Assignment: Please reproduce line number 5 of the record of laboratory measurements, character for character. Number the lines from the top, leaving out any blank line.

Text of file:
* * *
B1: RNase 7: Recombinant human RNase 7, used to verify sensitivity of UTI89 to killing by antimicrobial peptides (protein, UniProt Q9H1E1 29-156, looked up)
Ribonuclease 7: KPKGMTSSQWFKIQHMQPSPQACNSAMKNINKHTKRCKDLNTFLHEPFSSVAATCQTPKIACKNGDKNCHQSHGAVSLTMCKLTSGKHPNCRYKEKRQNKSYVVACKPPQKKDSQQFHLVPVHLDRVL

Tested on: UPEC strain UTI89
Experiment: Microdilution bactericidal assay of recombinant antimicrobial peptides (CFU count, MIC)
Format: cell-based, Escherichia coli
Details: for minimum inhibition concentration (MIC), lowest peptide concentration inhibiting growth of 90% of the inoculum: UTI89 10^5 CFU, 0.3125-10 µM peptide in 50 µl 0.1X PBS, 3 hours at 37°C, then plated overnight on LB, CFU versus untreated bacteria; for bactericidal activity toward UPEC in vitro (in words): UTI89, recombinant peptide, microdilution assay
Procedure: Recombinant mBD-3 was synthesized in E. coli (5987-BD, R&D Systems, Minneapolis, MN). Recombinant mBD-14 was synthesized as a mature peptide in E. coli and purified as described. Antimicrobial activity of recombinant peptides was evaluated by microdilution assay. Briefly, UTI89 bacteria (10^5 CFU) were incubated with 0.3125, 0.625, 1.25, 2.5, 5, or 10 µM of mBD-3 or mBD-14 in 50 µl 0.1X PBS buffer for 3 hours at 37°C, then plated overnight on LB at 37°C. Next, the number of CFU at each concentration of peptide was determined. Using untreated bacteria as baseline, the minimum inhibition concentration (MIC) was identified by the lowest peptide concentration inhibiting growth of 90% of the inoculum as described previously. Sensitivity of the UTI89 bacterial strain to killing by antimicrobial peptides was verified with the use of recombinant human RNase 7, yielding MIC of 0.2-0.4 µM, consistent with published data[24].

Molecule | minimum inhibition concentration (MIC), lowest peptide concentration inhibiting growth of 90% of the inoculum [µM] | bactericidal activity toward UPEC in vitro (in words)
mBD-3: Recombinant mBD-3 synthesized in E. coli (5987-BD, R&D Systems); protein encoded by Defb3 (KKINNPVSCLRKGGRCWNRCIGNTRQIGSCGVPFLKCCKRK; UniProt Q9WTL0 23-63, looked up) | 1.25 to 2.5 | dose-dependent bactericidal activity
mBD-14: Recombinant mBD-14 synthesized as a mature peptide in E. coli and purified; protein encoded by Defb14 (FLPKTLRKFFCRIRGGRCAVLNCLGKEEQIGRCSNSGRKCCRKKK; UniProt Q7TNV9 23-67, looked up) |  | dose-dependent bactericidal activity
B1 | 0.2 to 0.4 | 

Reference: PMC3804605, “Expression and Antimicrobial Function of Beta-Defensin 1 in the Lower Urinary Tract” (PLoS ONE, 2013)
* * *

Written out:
Format: cell-based, Escherichia coli